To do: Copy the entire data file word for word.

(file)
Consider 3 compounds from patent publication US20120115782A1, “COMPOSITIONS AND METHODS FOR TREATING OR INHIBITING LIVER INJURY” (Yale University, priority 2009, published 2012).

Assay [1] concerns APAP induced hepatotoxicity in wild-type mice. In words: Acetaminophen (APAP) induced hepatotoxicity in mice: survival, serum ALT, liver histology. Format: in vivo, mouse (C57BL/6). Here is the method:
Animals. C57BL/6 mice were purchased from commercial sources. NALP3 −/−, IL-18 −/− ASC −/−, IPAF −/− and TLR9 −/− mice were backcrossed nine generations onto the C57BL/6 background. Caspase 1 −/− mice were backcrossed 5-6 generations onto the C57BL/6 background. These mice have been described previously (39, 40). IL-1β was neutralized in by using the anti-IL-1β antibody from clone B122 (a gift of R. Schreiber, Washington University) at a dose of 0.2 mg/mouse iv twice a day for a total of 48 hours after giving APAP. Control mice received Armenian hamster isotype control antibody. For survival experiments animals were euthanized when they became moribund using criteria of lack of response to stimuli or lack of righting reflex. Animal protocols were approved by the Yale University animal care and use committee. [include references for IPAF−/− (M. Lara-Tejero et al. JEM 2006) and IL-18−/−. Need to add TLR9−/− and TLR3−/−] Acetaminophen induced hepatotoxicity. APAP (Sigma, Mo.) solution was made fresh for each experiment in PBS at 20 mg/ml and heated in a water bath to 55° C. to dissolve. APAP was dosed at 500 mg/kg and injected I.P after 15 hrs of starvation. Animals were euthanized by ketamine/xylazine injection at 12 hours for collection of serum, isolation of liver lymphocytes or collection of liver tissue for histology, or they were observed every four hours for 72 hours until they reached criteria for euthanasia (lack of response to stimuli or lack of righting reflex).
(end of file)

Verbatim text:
Consider 3 compounds from patent publication US20120115782A1, “COMPOSITIONS AND METHODS FOR TREATING OR INHIBITING LIVER INJURY” (Yale University, priority 2009, published 2012).

Assay [1] concerns APAP induced hepatotoxicity in wild-type mice. In words: Acetaminophen (APAP) induced hepatotoxicity in mice: survival, serum ALT, liver histology. Format: in vivo, mouse (C57BL/6). Here is the method:
Animals. C57BL/6 mice were purchased from commercial sources. NALP3 −/−, IL-18 −/− ASC −/−, IPAF −/− and TLR9 −/− mice were backcrossed nine generations onto the C57BL/6 background. Caspase 1 −/− mice were backcrossed 5-6 generations onto the C57BL/6 background. These mice have been described previously (39, 40). IL-1β was neutralized in by using the anti-IL-1β antibody from clone B122 (a gift of R. Schreiber, Washington University) at a dose of 0.2 mg/mouse iv twice a day for a total of 48 hours after giving APAP. Control mice received Armenian hamster isotype control antibody. For survival experiments animals were euthanized when they became moribund using criteria of lack of response to stimuli or lack of righting reflex. Animal protocols were approved by the Yale University animal care and use committee. [include references for IPAF−/− (M. Lara-Tejero et al. JEM 2006) and IL-18−/−. Need to add TLR9−/− and TLR3−/−] Acetaminophen induced hepatotoxicity. APAP (Sigma, Mo.) solution was made fresh for each experiment in PBS at 20 mg/ml and heated in a water bath to 55° C. to dissolve. APAP was dosed at 500 mg/kg and injected I.P after 15 hrs of starvation. Animals were euthanized by ketamine/xylazine injection at 12 hours for collection of serum, isolation of liver lymphocytes or collection of liver tissue for histology, or they were observed every four hours for 72 hours until they reached criteria for euthanasia (lack of response to stimuli or lack of righting reflex).